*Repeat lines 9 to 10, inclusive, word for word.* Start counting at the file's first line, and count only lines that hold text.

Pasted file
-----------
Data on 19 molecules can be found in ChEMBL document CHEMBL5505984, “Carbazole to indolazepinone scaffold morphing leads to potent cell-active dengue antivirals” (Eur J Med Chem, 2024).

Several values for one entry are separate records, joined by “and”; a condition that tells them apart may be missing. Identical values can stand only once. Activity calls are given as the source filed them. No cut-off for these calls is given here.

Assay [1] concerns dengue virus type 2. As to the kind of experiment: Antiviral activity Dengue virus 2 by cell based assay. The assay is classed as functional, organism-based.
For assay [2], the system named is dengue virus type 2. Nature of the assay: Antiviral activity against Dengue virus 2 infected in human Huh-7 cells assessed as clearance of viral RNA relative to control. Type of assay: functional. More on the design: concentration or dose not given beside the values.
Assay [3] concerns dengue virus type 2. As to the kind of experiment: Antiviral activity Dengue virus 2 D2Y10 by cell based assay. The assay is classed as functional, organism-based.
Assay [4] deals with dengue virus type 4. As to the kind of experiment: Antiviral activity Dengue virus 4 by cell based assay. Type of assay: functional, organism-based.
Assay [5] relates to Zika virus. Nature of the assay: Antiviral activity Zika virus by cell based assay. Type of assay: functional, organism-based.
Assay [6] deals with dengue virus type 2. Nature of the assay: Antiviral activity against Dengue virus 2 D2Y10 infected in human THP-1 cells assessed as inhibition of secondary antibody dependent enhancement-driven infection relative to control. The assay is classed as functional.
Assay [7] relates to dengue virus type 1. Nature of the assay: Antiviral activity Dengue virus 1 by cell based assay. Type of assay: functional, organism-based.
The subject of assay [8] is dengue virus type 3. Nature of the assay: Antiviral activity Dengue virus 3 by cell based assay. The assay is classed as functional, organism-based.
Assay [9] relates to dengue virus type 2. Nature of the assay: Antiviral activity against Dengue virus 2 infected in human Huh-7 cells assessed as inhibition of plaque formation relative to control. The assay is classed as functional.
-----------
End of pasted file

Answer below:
Assay [7] relates to dengue virus type 1. Nature of the assay: Antiviral activity Dengue virus 1 by cell based assay. Type of assay: functional, organism-based.
The subject of assay [8] is dengue virus type 3. Nature of the assay: Antiviral activity Dengue virus 3 by cell based assay. The assay is classed as functional, organism-based.